# Prob. 11 (d), Chap. 3 in Baby Rudin: Given $a_n > 0$, is this condition also sufficient for divergence of $\sum \frac{a_n}{1+na_n}$?

Here's Prob. 11 (d), Chap. 3 in the book Principles of Mathematical Analysis by Walter Rudin, 3rd edition:

Suppose $a_n > 0$ and that the series $\sum a_n$ is divergent. Then what can be said about the convergence of $$\sum \frac{a_n}{1+na_n}?$$

I know that if $\left\{ n a_n \right\}$ is bounded above or has a positive lower bound, then this series diverges. Does the converse hold as well?

Suppose that $\left\{ n a_n \right\}$ is neither bounded above nor has a positive lower bound. Then there is a subsequence $\left\{ n_k a_{n_k} \right\}$ such that $$n_k a_{n_k} \geq k$$ for all $k$.

And, there is a subsequence $\left\{ m_r a_{m_r} \right\}$ such that $$m_r a_{m_r} < \frac{1}{r}$$ for all $r$.

What next?

• for $a_n = 1/n^2$, $n a_n$ is bounded from above but the series converges. Perhaps you misphrased (or I misunderstood)? Commented Dec 31, 2016 at 8:53
• For $\sum a_n$ divergent: math.stackexchange.com/questions/1990396/…. Commented Dec 31, 2016 at 8:59
• If you take $a_n = 1/n$ then you have $\sum \frac{a_n}{1+a_n} = \sum \frac{1}{2n}$ which diverges. Commented Dec 31, 2016 at 9:01
• @manhattan but you see, if $a_n = \frac{1}{n}$, then $\left\{ n a_n \right\}$ is still bounded above and has a positive lower bound. Commented Dec 31, 2016 at 9:18
• If $a_n = n^{2\cdot(-1)^n-1}$, then $\{na_n\}$ is neither bounded from above nor bounded from below by a positive number, but $\sum{\frac{a_n}{1+na_n}}$ still diverges since it is at least the sum of $\frac{n}{1+n^2}$ over all even integers $n$. Commented Dec 31, 2016 at 9:52

• Answering the Baby Rudin question:

You cannot say anything.

It may be divergent: for instance, take $(a_n)_{n\geq 1}$ to be identically $1$, or even $(a_n)_{n\geq 1}$ to be defined by $a_n = \frac{1}{n}$ (two natural examples).

It may be convergent: for instance, $a_n = \begin{cases} 1 &\text{ if } n=2^k \text{ for some }k\geq 0\\ 0 &\text{ otherwise}\end{cases}$ (you can replace $0$ by $2^{-n}$ if you want to enforce that the sequence be positive). Since $(a_n)_n$ does not converge to $0$, clearly the series $\sum_n a_n$ diverges. Yet, $\sum_{n=1}^\infty \frac{a_n}{1+n a_n} = \sum_{k=0}^\infty \frac{1}{1+2^k} < \infty$.

• Answering the OP's followup question:

Take $(a_n)_{n\geq 1}$ defined by $$a_n = \begin{cases} 2^n & \text{ for even } n\\ \frac{1}{2^n} & \text{ otherwise.} \end{cases}$$ Then $\sum_{n=1}^\infty a_n$ clearly diverges, and so does $\sum_{n=1}^\infty \frac{a_n}{1+n a_n} \geq \sum_{n=1}^\infty \frac{a_{2n}}{1+2n a_{2n}} = \sum_{n=1}^\infty \frac{1}{\frac{1}{2^{2n}}+2n}$. But $(a_n)_{n\geq 1}$ has neither a finite upper bound nor a positive lower bound.

• (I may have misunderstood the question. This is answering the baby Rudin problem. Let me know if this is off topic) Commented Dec 31, 2016 at 10:40
• thank you for your answer, but my question was, if (i) $a_n > 0$, (ii) if $\sum a_n$ is divergent, and (iii) if $\sum \frac{a_n}{1+na_n}$ is divergent, then can we prove that the sequence $\left\{ na_n \right\}$ is either bounded from above or has a positive lower bound? Commented Dec 31, 2016 at 10:43
• In your first examples, $na_n$ has a positive lower bound. The OP asked what happens when $na_n$ is unbounded above and has no positive lower bound..... If $a_n=2^{-n}$ when $n$ is odd, and $a_n=1/\sqrt n$ when $n$ is even then $\sum_na_n/(1+na_n)$ diverges. .... I like your convergent example. Commented Dec 31, 2016 at 10:47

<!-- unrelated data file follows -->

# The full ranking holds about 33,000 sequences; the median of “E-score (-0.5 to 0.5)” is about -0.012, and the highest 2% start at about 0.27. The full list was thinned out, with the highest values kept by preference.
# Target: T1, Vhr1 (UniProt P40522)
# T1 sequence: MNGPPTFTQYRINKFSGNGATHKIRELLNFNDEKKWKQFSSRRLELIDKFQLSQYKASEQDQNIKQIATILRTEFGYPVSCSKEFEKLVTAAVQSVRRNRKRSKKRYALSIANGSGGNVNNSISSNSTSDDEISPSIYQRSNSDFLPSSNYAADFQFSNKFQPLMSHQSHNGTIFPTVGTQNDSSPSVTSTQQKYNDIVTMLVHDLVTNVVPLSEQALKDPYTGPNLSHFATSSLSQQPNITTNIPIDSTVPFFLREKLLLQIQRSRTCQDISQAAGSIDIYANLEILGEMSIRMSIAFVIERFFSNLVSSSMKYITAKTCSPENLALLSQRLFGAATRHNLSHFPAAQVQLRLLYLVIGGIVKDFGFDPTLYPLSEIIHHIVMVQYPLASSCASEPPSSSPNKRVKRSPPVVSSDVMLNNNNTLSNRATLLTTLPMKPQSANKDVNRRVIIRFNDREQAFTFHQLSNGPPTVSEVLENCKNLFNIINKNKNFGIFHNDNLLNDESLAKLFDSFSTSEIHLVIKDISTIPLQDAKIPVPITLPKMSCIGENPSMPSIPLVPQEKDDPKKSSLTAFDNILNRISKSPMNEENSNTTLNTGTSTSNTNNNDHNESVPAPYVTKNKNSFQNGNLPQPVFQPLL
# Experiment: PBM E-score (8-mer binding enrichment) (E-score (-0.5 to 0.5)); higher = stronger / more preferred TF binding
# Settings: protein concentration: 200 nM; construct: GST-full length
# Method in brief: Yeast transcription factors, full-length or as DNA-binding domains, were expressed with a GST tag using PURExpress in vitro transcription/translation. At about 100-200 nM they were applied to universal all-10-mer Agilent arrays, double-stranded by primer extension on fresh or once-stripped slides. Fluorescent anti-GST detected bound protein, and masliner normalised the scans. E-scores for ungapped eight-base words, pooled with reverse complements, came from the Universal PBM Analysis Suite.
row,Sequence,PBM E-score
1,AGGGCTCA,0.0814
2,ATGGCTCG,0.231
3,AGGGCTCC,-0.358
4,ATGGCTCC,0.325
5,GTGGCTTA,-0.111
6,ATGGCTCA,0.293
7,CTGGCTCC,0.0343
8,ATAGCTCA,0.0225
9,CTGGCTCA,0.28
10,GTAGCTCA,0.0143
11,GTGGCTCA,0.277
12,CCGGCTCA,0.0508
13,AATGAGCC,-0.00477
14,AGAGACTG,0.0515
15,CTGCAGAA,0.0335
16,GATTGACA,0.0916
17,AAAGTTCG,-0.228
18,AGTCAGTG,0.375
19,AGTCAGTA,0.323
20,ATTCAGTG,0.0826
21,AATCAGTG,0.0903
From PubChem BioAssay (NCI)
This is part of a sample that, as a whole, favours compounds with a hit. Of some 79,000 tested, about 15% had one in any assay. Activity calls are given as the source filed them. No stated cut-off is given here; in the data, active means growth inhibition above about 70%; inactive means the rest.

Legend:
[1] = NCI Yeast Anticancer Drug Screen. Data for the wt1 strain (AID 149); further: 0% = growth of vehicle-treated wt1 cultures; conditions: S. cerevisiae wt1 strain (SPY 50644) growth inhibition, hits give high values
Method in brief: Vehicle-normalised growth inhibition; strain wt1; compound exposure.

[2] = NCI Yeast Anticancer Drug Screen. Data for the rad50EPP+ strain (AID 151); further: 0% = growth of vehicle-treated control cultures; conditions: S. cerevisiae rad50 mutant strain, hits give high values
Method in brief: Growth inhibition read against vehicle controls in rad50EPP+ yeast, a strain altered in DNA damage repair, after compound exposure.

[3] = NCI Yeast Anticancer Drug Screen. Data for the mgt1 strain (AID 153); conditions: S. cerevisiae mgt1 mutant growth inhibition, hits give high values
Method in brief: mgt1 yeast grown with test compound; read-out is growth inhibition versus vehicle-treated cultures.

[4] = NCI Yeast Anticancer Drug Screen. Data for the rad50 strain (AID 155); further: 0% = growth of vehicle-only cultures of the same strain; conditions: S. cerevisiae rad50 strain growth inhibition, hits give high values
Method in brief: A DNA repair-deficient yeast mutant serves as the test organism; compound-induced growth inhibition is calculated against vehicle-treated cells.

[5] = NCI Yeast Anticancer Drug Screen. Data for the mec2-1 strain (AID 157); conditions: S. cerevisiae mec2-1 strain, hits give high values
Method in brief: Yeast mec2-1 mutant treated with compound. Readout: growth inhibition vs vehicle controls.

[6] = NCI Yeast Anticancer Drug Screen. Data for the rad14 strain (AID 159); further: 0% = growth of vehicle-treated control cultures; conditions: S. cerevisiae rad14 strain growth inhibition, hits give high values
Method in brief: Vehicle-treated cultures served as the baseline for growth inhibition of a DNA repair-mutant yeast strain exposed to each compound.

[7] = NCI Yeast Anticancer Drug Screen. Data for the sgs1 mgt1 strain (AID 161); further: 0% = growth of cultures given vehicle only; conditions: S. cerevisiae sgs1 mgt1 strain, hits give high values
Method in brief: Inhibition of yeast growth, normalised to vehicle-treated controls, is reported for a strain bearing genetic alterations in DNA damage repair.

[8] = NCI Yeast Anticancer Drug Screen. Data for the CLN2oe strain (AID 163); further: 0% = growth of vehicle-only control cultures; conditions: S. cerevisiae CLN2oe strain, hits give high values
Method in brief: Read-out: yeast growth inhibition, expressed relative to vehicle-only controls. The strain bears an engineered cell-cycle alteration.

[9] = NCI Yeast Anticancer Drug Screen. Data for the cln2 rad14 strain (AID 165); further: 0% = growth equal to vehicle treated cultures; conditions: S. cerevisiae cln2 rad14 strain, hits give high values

• Yes, I realized after posting (slow connection) that I addressed the Baby Rudin question, not the OP's. But I still must be missing something: what about $(a_n)$ defined by $a_n = 2^n$ for $n$ even and $2^{-n}$ for $n$ odd, then? Both $\sum_n a_n$ and $\sum_n \frac{a_n}{1+ n a_n}$ diverge, and there is no positive lower bound nor upper bound to $(a_n)$. @SaaqibMahmuud Commented Dec 31, 2016 at 10:57
• (after reading the second comment, this is basically the same counterexample as @user254665 's ) Commented Dec 31, 2016 at 10:59

This one is super hard but this is what I have; the claims can be proven but I didn't do that here. Consider this to be messy work instead:

$$\textbf{Claim 1}$$: If inf $$\left\{a_{n}\right\}=0$$, then $$\left\{a_{n}\right\}$$ has a subsequence that converges to $$0$$.

$$\textbf{Claim 2}$$: If $$a_{n}\longrightarrow 0$$, then $$\left\{a_{n}\right\}$$ has a decreasing subsequence.

$$\textbf{Claim 3}$$: $$s_{n}=a_{1}+\cdots+a_{n}$$ forms a divergent sequence of partial sums, where $$a_{n}>0$$, then all of it's subsequences are unbounded.

Now, if $$\sum a_{n}$$ is divergent with inf $$\left\{a_{n}\right\}=0, a_{n}>0$$, then it has a subsequence that converges to $$0$$ which in turn has a decreasing subsequence. There is $$N$$ such that if $$n\geq N, s_{n}>1$$. If $$\left\{s_{n_{k}}\right\}$$ is the sequence of partial sums whose last term is the smallest (there is such a sequence because we have a decreasing sequence of terms), then for $$n_{k}\geq N, \displaystyle \frac{a_{n_{k}}}{1+n_{k}a_{n_{k}}}\geq \frac{a_{n_{k}}}{1+s_{n_{k}}}>\frac{a_{n_{k}}}{2s_{n_{k}}}$$. By part(b) and claim 3, the right-most expression has a divergent series and therefore

$$\displaystyle \left\{\frac{a_{n_{k}}}{1+n_{k}a_{n_{k}}}\right\}$$ has a divergent series. But this series is a subsequence of the partial sums

of $$\displaystyle \sum \frac{a_{n}}{1+na_{n}}$$, and thus, the original series diverges.

If $$inf \left\{a_{n}\right\}=c>0$$ and $$a_{n}<1\forall n\Rightarrow \displaystyle \frac{a_{n}}{1+na_{n}}\geq \frac{c}{1+n}$$ which forms a divergent series. Finally, if there is a subsequence with $$a_{n_{k}}>1\Rightarrow \displaystyle \frac{a_{n_{k}}}{1+na_{n_{k}}}>\frac{a_{n_{k}}}{a_{n_{k}}+na_{n_{k}}}=\frac{1}{1+n}$$.